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Hollomon v. Smith Debnam Narron Drake Saintsing & Myers, LLP

United States District Court, M.D. North Carolina

March 25, 2014



L. PATRICK AULD, Magistrate Judge.

This case comes before the undersigned United States Magistrate Judge on Plaintiff's Application for Leave to Proceed In Forma Pauperis (Docket Entry 1). For the reasons that follow, pauper status will be granted solely for the purpose of recommending dismissal pursuant to 28 U.S.C. § 1915(e)(2)(B).


"The federal in forma pauperis statute, first enacted in 1892 [and now codified at 28 U.S.C. § 1915], is intended to guarantee that no citizen shall be denied access to the courts solely because his poverty makes it impossible for him to pay or secure the costs.'" Nasim v. Warden, Md. House of Corr. , 64 F.3d 951, 953 (4th Cir. 1995) (en banc) (quoting Adkins v. E.I. DuPont de Nemours & Co. , 335 U.S. 331, 342 (1948)). "Dispensing with filing fees, however, [is] not without its problems. Parties proceeding under the statute d[o] not face the same financial constraints as ordinary litigants. In particular, litigants suing in forma pauperis d[o] not need to balance the prospects of successfully obtaining relief against the administrative costs of bringing suit." Nagy v. Federal Med. Ctr. Butner , 376 F.3d 252, 255 (4th Cir. 2004).

To address this concern, the relevant statute provides, in pertinent part, that "the [C]ourt shall dismiss the case at any time if [it] determines that... the action... fails to state a claim on which relief may be granted...." 28 U.S.C. § 1915(e)(2). A complaint falls short under this standard when it does not "contain sufficient factual matter, accepted as true, to state a claim to relief that is plausible on its face.'" Ashcroft v. Iqbal , 556 U.S. 662, 678 (2009) (emphasis added) (internal citations omitted) (quoting Bell Atl. Corp. v. Twombly , 550 U.S. 544, 570 (2007)). In other words, the applicable standard "demands more than an unadorned, the-defendant-unlawfully-harmed-me accusation." Id . Moreover, "the tenet that a court must accept as true all of the allegations contained in a complaint is inapplicable to legal conclusions. Threadbare recitals of the elements of a cause of action, supported by mere conclusory statements, do not suffice." Id.[1]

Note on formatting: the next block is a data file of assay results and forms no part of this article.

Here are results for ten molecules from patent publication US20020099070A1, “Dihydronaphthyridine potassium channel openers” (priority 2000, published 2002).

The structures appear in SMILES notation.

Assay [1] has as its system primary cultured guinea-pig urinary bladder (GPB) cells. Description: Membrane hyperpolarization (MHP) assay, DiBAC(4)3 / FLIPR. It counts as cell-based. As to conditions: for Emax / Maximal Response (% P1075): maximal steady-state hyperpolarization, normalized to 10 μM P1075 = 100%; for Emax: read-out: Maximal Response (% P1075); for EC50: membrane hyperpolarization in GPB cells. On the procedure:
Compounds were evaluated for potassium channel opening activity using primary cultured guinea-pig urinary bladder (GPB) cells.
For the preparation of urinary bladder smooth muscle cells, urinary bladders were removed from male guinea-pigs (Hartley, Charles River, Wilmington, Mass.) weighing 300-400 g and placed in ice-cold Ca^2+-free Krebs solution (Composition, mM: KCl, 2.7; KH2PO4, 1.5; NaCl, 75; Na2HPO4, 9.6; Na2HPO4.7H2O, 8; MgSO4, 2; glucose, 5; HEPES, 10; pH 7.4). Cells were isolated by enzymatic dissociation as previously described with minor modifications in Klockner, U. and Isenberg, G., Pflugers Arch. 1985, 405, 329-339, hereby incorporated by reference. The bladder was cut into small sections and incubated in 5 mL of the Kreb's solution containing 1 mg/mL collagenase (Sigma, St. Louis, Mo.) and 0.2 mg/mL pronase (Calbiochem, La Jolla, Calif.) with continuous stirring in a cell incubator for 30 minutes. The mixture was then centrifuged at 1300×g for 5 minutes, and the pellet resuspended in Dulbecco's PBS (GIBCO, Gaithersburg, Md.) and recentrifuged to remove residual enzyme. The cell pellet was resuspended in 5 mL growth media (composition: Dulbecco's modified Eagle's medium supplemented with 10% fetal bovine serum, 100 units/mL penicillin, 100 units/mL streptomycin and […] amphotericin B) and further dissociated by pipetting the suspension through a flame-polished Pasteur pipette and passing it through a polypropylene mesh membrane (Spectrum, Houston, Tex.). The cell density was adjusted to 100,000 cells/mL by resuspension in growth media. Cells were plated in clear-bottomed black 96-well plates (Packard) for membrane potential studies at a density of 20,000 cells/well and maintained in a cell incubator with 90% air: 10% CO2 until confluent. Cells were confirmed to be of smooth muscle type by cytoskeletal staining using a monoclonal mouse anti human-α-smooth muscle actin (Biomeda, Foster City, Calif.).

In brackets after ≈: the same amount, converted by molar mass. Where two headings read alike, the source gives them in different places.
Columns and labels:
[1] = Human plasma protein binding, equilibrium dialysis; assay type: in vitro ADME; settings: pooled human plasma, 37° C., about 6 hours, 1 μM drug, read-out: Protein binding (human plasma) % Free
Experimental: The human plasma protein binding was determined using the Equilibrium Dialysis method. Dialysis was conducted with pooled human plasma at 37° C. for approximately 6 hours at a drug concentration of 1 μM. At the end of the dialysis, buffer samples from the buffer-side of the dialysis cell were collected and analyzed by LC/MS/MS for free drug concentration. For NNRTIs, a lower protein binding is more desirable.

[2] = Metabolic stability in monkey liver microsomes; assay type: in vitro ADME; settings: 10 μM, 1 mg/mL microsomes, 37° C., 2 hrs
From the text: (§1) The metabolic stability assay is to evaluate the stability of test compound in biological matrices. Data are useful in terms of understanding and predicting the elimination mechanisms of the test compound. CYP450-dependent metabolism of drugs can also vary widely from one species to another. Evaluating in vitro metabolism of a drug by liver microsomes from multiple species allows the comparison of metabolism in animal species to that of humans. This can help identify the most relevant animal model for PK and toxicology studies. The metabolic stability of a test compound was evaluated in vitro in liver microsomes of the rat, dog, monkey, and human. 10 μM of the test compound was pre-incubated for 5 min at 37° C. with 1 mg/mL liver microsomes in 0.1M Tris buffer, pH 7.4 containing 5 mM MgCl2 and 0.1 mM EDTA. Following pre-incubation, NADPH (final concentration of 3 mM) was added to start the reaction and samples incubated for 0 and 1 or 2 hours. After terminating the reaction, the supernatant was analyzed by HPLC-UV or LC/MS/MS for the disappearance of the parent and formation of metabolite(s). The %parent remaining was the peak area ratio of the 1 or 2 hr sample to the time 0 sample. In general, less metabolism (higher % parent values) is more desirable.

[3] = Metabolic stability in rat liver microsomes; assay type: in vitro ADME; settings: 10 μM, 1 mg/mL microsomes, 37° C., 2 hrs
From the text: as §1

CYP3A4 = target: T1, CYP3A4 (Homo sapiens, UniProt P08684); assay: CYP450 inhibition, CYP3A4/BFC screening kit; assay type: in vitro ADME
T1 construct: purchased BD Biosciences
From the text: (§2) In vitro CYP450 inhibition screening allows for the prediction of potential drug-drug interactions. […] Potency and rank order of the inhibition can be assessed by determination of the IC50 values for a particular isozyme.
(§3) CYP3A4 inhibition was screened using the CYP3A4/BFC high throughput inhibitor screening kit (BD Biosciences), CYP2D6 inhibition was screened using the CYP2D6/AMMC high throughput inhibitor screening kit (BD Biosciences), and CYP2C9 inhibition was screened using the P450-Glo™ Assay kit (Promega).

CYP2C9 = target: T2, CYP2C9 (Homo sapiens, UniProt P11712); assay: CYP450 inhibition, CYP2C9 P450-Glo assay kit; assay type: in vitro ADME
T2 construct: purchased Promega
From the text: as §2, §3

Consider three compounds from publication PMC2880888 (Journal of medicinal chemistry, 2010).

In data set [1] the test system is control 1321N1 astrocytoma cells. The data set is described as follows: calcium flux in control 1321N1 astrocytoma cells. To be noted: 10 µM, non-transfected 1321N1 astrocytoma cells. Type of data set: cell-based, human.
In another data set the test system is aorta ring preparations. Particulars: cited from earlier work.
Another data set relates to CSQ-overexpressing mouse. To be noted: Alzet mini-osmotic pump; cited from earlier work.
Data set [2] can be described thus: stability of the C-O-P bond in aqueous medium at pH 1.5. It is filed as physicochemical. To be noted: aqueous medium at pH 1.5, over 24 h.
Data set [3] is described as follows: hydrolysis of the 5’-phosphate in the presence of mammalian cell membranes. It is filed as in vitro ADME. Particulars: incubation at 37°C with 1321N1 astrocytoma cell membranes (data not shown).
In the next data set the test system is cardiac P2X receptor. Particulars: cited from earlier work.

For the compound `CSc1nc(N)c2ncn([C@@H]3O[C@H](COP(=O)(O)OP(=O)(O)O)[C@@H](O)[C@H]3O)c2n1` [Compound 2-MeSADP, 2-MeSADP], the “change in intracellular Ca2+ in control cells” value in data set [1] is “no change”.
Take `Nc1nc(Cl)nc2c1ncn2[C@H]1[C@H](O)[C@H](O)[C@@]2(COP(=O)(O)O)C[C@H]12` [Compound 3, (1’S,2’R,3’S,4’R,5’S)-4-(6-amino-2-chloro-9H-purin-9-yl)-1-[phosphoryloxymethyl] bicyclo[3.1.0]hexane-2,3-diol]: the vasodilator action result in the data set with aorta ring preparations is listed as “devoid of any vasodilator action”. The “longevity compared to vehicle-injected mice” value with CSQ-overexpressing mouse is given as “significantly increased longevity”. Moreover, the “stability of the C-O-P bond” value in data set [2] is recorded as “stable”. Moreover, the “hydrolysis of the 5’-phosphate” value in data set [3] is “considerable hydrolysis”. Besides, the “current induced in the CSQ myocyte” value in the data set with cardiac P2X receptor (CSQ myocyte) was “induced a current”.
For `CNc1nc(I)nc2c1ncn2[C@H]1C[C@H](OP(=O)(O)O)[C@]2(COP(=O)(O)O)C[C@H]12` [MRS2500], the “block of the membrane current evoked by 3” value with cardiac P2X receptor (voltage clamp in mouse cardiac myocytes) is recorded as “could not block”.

This case began January 15, 2014, when Plaintiff filed a pro se Complaint (Docket Entry 2), along with an Application for Leave to Proceed In Forma Pauperis ("IFP Application") (Docket Entry 1). The Complaint contains a "PRELIMINARY STATEMENT, " describing the case as "an action for damages brought for violations of the Fair Credit Reporting Act (FCRA) 15 U.S.C. §1681 et seq ." (Docket Entry 2 at 1; see also id. at 2-3 (setting forth two causes of action under FCRA).) The only factual allegation in the Complaint appears as follows: "On May 7, 2012, [Defendant] initiated a hard pull of Plaintiff's credit report from Experian without permissible purpose, thereby reducing his credit score." (Id. at 1-2.)

In an attempt to determine, inter alia, if Plaintiff could provide factual matter sufficient to support an inference that Defendant did not have a "permissible purpose" for obtaining Plaintiff's credit report under the FCRA, the undersigned Magistrate Judge set this case for a hearing on Plaintiff's instant IFP Application. (See Docket Entry 4.) At said hearing, the Court ordered Plaintiff to file an amended complaint by March 10, 2014, detailing the facts surrounding his allegations and the specific damages he suffered. (See Docket Entry dated Feb. 24, 2014.) Plaintiff thereafter filed an Amended Complaint (Docket Entry 5), identical to the original Complaint except that it adds the following factual allegations as paragraphs 9-13:

9. Plaintiff has no contractual obligation to pay Defendant.
10. Defendant are [sic] attorneys for DISCOVER BANK[.]